No Jurisdiction on parliamentary matters
A group of people in South Carolina Annual Conference sought to bring a petition with two parts, one that would ask the General Conference for the option of South Carolina disaffiliating from the United Methodist Church and the other, to set up a committee to study disaffiliation. The bishop ruled them out of order.
As the Council pointed out, no one challenged the bishop’s ruling. The proper action would have been to seek a ruling of the house to overturn the bishop’s decision. Had they done that and had the plenary session supported the “movants,” then the two-part petition would have been before the conference and the “request for rulings of law” might have come under the jurisdiction of the Council.
As it was, the petition was never formally before the conference. The Council makes rulings only on something that actually has an effect on something before the conference.
I apologize if that sounds like gobble-de-gook. For example, that someone is petitioning the General Conference for a way to split off from the denomination in itself is a powerful body blow to the conference. It’s like asking for a divorce. But to even get a court to consider taking such an action, there are steps that need to be taken to protect everyone from confusion and to preserve the rights of everyone involved. Such steps also protect the “movants” and those in the main body from their own possibly misguided feelings.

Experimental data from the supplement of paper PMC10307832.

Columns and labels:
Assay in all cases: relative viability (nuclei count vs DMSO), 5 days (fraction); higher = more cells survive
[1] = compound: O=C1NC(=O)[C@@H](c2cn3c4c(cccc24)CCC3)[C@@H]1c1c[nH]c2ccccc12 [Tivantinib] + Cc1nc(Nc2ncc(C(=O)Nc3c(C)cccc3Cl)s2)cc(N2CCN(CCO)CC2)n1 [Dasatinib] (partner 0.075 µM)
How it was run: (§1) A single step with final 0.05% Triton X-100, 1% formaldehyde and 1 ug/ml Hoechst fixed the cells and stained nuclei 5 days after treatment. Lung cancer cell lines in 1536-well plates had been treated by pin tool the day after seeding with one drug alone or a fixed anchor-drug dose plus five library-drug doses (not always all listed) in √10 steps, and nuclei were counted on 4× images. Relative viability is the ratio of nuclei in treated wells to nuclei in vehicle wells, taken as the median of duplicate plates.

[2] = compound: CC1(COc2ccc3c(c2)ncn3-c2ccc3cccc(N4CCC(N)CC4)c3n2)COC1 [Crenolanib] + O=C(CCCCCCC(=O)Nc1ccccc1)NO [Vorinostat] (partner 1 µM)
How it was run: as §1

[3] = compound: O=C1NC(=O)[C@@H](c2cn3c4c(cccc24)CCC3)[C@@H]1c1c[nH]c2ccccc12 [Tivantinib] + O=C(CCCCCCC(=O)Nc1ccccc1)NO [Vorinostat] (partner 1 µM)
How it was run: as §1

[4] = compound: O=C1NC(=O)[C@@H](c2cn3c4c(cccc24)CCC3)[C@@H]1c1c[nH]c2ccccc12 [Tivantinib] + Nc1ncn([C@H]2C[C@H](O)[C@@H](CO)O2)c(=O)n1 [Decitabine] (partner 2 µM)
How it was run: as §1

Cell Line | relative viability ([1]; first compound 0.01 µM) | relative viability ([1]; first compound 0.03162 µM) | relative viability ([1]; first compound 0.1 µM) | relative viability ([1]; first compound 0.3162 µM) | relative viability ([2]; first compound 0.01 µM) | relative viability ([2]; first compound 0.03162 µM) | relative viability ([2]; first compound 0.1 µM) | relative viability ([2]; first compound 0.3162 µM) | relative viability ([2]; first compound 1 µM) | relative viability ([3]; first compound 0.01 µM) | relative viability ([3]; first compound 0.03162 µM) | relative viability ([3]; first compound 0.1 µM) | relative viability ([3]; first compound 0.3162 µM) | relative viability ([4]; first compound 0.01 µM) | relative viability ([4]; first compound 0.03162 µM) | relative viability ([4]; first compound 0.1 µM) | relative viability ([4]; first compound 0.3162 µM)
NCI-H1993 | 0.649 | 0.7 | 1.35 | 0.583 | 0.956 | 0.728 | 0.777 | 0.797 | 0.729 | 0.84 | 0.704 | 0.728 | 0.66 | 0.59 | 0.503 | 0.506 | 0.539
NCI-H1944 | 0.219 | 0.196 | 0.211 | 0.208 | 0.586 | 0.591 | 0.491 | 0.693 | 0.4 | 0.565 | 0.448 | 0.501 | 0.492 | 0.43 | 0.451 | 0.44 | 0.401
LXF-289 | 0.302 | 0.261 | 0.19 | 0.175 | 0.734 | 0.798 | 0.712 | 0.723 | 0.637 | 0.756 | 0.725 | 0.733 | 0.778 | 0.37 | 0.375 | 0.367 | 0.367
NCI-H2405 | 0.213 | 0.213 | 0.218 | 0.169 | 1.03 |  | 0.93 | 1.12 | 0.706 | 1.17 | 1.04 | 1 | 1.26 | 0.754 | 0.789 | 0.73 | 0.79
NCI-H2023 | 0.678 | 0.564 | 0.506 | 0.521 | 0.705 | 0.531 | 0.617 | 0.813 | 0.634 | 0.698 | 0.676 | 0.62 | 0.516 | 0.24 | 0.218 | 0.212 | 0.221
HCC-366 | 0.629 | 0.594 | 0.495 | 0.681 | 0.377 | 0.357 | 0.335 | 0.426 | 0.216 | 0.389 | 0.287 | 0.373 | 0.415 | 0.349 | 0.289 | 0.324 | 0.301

The emotional impact of the petition is not the same as following parliamentary processes to be sure the petition is properly before the voting body. The movants need to learn Robert’s Rules of Order.
One more thing: There is no such thing as a “request for a ruling of law.” I confess to not knowing where that phrase comes from. When it is used in the context of a United Methodist conference, it is hard to tell if it is something the bishop should answer or the conference has to vote to forward to the Judicial Council.
The bishop can answer “questions of law.” The bishop’s answer has the force of law in that annual conference, pending review by the Judicial Council. The Council reviews those answers and may support, modify, or reverse the bishop’s rulings. The extent the ruling is supported then becomes law for the whole denomination.
The Judicial Council answers “requests for declaratory decisions.” While the request is usually in the form of a question, the bishop does not get to make any kind of ruling about the substances of the request. The bishop may turn in a brief expressing his/her opinion but it carries no weight of law. The Council’s ruling may or may not agree with the bishop’s brief but it is up to the Council to rule, with or without the support of the bishop.
I think bishops need to start making sure the movants know the difference when they present their “requests for rulings of law” and pick one or the other.
In most cases, the legal concern is well known before conference. But it is so tempting to be drama queens. Bishops too!
I hope that bishops and movants meet before conference to sort out these technicalities so that the best way to handle the question can be worked out together. If that had happened in this case, there would have been a better chance for the jurisdiction to be properly handled and the Council would have been able to rule.